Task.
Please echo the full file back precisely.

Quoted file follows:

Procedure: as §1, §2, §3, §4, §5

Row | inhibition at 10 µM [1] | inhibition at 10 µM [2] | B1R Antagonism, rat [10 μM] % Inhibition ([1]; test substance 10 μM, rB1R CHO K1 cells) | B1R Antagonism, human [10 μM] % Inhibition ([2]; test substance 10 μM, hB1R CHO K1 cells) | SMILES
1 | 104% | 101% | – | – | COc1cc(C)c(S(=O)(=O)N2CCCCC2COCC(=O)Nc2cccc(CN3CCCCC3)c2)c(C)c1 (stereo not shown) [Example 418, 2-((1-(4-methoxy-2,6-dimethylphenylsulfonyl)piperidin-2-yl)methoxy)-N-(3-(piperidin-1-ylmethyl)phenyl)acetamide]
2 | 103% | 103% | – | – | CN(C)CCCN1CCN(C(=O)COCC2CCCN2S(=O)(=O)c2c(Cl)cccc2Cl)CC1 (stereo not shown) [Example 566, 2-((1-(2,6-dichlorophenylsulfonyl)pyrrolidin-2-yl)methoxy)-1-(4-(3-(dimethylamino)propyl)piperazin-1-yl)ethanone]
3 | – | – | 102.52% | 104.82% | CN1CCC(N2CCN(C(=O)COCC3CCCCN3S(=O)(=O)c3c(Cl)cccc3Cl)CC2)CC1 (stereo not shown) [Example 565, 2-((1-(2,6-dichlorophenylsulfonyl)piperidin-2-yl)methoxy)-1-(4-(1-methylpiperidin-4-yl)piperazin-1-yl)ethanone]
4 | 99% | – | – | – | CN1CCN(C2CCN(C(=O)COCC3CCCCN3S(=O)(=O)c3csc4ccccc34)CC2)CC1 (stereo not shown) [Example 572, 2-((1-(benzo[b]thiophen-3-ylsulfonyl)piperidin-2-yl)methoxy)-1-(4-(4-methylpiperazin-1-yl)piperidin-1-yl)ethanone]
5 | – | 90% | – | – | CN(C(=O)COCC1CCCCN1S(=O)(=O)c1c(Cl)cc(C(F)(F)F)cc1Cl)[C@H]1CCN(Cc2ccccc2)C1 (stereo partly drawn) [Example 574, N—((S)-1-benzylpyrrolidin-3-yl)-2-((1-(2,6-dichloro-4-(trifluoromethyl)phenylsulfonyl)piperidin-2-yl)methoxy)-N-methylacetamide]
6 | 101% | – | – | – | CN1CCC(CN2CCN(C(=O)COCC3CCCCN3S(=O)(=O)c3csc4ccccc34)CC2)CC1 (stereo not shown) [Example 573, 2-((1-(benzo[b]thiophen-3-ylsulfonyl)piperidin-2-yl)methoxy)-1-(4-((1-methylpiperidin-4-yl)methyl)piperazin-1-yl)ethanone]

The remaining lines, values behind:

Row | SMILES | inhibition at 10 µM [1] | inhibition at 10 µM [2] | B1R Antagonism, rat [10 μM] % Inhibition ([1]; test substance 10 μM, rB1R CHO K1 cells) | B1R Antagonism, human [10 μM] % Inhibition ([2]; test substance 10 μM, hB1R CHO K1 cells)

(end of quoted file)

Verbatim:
Procedure: as §1, §2, §3, §4, §5

Row | inhibition at 10 µM [1] | inhibition at 10 µM [2] | B1R Antagonism, rat [10 μM] % Inhibition ([1]; test substance 10 μM, rB1R CHO K1 cells) | B1R Antagonism, human [10 μM] % Inhibition ([2]; test substance 10 μM, hB1R CHO K1 cells) | SMILES
1 | 104% | 101% | – | – | COc1cc(C)c(S(=O)(=O)N2CCCCC2COCC(=O)Nc2cccc(CN3CCCCC3)c2)c(C)c1 (stereo not shown) [Example 418, 2-((1-(4-methoxy-2,6-dimethylphenylsulfonyl)piperidin-2-yl)methoxy)-N-(3-(piperidin-1-ylmethyl)phenyl)acetamide]
2 | 103% | 103% | – | – | CN(C)CCCN1CCN(C(=O)COCC2CCCN2S(=O)(=O)c2c(Cl)cccc2Cl)CC1 (stereo not shown) [Example 566, 2-((1-(2,6-dichlorophenylsulfonyl)pyrrolidin-2-yl)methoxy)-1-(4-(3-(dimethylamino)propyl)piperazin-1-yl)ethanone]
3 | – | – | 102.52% | 104.82% | CN1CCC(N2CCN(C(=O)COCC3CCCCN3S(=O)(=O)c3c(Cl)cccc3Cl)CC2)CC1 (stereo not shown) [Example 565, 2-((1-(2,6-dichlorophenylsulfonyl)piperidin-2-yl)methoxy)-1-(4-(1-methylpiperidin-4-yl)piperazin-1-yl)ethanone]
4 | 99% | – | – | – | CN1CCN(C2CCN(C(=O)COCC3CCCCN3S(=O)(=O)c3csc4ccccc34)CC2)CC1 (stereo not shown) [Example 572, 2-((1-(benzo[b]thiophen-3-ylsulfonyl)piperidin-2-yl)methoxy)-1-(4-(4-methylpiperazin-1-yl)piperidin-1-yl)ethanone]
5 | – | 90% | – | – | CN(C(=O)COCC1CCCCN1S(=O)(=O)c1c(Cl)cc(C(F)(F)F)cc1Cl)[C@H]1CCN(Cc2ccccc2)C1 (stereo partly drawn) [Example 574, N—((S)-1-benzylpyrrolidin-3-yl)-2-((1-(2,6-dichloro-4-(trifluoromethyl)phenylsulfonyl)piperidin-2-yl)methoxy)-N-methylacetamide]
6 | 101% | – | – | – | CN1CCC(CN2CCN(C(=O)COCC3CCCCN3S(=O)(=O)c3csc4ccccc34)CC2)CC1 (stereo not shown) [Example 573, 2-((1-(benzo[b]thiophen-3-ylsulfonyl)piperidin-2-yl)methoxy)-1-(4-((1-methylpiperidin-4-yl)methyl)piperazin-1-yl)ethanone]

The remaining lines, values behind:

Row | SMILES | inhibition at 10 µM [1] | inhibition at 10 µM [2] | B1R Antagonism, rat [10 μM] % Inhibition ([1]; test substance 10 μM, rB1R CHO K1 cells) | B1R Antagonism, human [10 μM] % Inhibition ([2]; test substance 10 μM, hB1R CHO K1 cells)